By Jennifer Weymark, Archivist
John Baker is an important part of Oshawa’s history, even thought it is entirely possible he never spent any time here. Baker was one of two slaves granted freedom from slavery, along with land and money, in the will of their master Robert Isaac Dey Gray, Solicitor-General of Upper Canada. His connection to Gray, along with being named in the will, resulted in Baker gaining a level of fame and notoriety. A quick search on the internet turns up a surprising amount of information on the man and his life.
In a publication on the early history of the town of Cornwall, Ontario, author Jacob Farrand Pringle wrote about Baker and provided information about the life of the man though to be the last surviving enslaved person of African descent in both Canada East (Quebec) and Canada West (Ontario). The Baker family can be traced back to a gentleman by the name of Cato Prime. Prime was native of Guinea, West Africa before being sold into slavery to John Low of New Jersey. Prime had a daughter, named Lavine, who in turn had a daughter named Dorine, all of whom were slaves to the Low family. Dorine was given as a gift to Elizabeth Low, the daughter of John, and came with Elizabeth when she married Captain John Gray. According to Pringle, Dorine was 17 years old when the Gray family brought her to Canada with them.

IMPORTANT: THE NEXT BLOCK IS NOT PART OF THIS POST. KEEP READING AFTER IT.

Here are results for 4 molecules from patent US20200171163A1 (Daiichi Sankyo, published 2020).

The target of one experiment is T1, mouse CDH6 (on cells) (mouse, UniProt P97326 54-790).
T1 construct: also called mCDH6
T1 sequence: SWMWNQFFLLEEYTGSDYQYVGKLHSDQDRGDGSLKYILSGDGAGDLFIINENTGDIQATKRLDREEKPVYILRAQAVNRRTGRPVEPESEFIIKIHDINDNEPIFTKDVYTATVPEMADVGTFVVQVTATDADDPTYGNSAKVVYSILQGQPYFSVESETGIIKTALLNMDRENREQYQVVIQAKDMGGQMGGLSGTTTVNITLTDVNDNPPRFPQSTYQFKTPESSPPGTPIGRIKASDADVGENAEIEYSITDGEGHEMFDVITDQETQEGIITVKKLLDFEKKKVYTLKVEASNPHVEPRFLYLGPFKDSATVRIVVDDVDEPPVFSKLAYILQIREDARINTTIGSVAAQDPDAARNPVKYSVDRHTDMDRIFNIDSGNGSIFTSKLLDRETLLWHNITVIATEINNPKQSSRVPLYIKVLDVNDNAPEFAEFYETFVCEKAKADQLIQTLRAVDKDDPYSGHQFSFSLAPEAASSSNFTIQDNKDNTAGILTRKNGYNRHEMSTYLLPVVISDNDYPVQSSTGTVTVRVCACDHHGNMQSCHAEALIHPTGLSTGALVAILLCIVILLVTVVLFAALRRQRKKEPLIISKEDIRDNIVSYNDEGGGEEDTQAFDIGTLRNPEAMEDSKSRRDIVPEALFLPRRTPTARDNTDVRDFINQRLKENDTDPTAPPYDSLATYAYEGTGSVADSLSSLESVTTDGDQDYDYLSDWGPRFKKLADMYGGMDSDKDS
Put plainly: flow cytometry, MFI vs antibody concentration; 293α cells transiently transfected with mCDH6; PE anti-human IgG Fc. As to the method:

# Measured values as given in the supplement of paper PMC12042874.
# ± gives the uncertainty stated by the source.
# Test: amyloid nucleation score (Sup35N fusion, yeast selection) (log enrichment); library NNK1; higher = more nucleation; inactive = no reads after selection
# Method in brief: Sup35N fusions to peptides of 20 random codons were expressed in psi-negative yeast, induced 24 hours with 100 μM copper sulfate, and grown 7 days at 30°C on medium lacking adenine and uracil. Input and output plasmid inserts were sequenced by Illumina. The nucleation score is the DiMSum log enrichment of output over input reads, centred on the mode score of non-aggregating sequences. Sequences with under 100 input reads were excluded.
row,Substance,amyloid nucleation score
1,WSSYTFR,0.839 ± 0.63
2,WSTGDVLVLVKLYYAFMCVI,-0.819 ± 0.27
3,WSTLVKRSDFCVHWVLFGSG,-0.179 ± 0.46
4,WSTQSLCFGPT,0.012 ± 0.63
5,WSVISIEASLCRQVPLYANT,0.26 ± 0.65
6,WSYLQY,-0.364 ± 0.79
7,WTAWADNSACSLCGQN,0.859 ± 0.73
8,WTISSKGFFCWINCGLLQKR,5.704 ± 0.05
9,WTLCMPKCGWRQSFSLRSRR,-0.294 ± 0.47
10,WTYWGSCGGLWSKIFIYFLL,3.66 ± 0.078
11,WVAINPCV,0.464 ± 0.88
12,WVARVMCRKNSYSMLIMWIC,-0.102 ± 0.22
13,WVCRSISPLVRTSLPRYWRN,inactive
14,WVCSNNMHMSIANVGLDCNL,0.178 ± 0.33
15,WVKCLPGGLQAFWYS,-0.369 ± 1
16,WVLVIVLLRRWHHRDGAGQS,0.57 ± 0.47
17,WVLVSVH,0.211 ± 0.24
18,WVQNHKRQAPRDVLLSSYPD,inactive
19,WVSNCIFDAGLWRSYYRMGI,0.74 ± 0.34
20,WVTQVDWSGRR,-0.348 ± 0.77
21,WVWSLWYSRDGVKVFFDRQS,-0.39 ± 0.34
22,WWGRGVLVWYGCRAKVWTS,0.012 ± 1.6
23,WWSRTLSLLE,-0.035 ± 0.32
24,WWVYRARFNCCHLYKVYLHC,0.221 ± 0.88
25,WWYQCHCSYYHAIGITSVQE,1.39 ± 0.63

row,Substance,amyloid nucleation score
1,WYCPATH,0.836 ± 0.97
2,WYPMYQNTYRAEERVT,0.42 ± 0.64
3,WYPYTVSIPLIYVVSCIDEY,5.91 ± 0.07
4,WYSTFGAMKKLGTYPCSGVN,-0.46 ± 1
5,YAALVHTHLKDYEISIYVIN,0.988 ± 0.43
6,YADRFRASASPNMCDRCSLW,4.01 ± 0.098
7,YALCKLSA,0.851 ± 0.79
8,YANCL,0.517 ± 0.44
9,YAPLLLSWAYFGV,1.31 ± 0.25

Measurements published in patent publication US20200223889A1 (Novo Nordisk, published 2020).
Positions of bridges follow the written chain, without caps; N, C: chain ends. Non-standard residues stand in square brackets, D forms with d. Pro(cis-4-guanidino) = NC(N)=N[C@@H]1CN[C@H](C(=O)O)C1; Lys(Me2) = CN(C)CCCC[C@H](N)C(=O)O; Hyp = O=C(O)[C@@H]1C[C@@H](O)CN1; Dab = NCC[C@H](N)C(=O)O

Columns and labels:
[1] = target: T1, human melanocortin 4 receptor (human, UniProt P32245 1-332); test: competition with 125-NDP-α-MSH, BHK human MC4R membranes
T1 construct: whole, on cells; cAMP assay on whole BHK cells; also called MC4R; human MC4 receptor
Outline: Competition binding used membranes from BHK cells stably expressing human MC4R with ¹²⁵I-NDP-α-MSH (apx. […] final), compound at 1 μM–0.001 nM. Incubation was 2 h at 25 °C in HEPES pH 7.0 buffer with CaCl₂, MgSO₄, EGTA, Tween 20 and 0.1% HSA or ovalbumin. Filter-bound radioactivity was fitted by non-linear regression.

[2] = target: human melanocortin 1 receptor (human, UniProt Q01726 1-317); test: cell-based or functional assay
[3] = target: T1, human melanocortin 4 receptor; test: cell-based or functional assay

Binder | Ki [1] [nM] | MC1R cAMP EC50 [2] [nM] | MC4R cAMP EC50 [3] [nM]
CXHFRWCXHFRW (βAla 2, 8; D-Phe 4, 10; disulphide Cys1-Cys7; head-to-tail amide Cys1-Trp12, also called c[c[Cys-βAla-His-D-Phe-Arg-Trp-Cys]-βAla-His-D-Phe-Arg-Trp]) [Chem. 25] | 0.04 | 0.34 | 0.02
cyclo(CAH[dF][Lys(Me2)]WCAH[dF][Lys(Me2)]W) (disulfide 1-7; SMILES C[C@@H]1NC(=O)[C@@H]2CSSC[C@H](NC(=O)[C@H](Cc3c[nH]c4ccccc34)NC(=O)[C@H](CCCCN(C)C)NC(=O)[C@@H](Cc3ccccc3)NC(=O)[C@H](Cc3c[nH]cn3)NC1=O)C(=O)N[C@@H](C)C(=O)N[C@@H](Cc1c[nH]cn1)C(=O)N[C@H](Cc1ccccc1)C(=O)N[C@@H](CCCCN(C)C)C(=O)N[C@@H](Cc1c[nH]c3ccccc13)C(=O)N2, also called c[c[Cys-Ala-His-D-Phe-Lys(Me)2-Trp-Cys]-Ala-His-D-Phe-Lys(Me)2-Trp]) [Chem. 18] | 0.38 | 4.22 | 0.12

The Grays resided in Montreal from 1776 to 1784 when they moved to an area just east of Cornwall. Dorine met and married Jacob Baker in Gray’s Creek, the area just east of Cornwall named for the Gray family. Baker’s history is unclear. In an interview with a Toronto newspaper in 1869, John says that his father was a Dutchman; however, in his book on the history of Osgoode Hall, author James Hamilton states that Baker was a German Hessians who served with the British Army during the American Revolution. Either way, Baker was a free man while Dorine remained a slave to the Gray family. According to Pringle, the Bakers had a large family. The two eldest children, Simon and John, were born slaves as the law at the time stated that children inherited the status of their mother. Two daughters, Elizabeth and Bridget, were born free as laws had changed prior to their birth. Upon the death of John Gray, Dorine and her sons became the property of Robert Isaac Dey Gray, the son of Elizabeth and John.
In that interview with the Toronto newspaper, Baker recounts his life with the Gray family. Referring to John Gray as Colonel, Baker spoke of how strict his master was.
“The Colonel had much property; he was strict and sharp, made us wear deerskin shirts and deerskin jackets, and gave us many a flogging. At these times he would pull off my jacket, and the rawhide would fly around my shoulders very fast.” 
Robert I.D. Gray was apparently less cruel to those he owned. After practicing law in Cornwall for a short time, he went to York and in 1797 was named the first Solicitor-General of Upper Canada. Gray took Simon Baker with him to act as his body servant.